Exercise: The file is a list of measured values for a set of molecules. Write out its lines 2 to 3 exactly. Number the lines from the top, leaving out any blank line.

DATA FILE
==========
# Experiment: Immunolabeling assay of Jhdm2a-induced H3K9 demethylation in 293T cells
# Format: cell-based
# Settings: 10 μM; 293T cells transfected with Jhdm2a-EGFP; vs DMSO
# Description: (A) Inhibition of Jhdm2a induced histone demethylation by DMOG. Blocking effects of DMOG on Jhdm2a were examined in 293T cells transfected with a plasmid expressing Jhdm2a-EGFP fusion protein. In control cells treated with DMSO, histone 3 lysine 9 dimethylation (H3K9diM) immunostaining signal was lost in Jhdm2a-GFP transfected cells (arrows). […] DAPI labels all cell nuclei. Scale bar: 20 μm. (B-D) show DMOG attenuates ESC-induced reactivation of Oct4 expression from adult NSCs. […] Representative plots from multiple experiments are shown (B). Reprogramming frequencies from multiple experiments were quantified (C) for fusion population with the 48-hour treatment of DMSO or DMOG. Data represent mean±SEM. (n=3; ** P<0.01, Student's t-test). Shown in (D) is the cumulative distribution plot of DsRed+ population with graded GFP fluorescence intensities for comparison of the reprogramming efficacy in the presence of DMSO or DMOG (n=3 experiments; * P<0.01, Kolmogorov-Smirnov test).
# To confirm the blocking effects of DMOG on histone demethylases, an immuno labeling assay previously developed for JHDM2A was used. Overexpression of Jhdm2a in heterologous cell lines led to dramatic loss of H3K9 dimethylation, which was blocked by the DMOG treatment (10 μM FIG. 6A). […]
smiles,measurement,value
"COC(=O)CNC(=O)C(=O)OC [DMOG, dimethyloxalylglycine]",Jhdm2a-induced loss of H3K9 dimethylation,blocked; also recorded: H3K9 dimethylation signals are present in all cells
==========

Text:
# Format: cell-based
# Settings: 10 μM; 293T cells transfected with Jhdm2a-EGFP; vs DMSO